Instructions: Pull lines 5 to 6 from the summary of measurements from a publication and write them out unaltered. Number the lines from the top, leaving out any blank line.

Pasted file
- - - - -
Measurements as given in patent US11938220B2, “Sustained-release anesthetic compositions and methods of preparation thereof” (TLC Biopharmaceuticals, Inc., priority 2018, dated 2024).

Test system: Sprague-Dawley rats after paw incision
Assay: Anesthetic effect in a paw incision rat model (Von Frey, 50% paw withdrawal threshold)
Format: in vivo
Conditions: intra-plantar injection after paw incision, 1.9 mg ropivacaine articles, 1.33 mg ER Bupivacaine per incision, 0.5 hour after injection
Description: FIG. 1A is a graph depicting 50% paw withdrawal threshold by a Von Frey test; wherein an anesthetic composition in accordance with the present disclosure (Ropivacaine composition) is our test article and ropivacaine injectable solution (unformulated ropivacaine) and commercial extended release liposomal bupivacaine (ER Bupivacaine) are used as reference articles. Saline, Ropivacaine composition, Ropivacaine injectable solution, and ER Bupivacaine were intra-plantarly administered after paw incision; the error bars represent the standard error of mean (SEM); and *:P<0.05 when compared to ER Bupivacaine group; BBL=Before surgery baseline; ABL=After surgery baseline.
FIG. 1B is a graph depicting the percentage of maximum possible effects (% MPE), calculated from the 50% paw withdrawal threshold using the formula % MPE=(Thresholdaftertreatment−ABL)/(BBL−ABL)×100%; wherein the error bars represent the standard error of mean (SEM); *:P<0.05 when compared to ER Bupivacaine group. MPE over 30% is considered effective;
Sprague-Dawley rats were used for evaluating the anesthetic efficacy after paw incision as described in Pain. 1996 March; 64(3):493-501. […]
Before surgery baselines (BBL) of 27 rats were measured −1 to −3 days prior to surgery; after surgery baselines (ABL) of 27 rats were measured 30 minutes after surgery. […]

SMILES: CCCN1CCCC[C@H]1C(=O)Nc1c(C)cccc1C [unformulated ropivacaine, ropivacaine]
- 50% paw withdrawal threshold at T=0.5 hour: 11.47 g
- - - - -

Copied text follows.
Conditions: intra-plantar injection after paw incision, 1.9 mg ropivacaine articles, 1.33 mg ER Bupivacaine per incision, 0.5 hour after injection
Description: FIG. 1A is a graph depicting 50% paw withdrawal threshold by a Von Frey test; wherein an anesthetic composition in accordance with the present disclosure (Ropivacaine composition) is our test article and ropivacaine injectable solution (unformulated ropivacaine) and commercial extended release liposomal bupivacaine (ER Bupivacaine) are used as reference articles. Saline, Ropivacaine composition, Ropivacaine injectable solution, and ER Bupivacaine were intra-plantarly administered after paw incision; the error bars represent the standard error of mean (SEM); and *:P<0.05 when compared to ER Bupivacaine group; BBL=Before surgery baseline; ABL=After surgery baseline.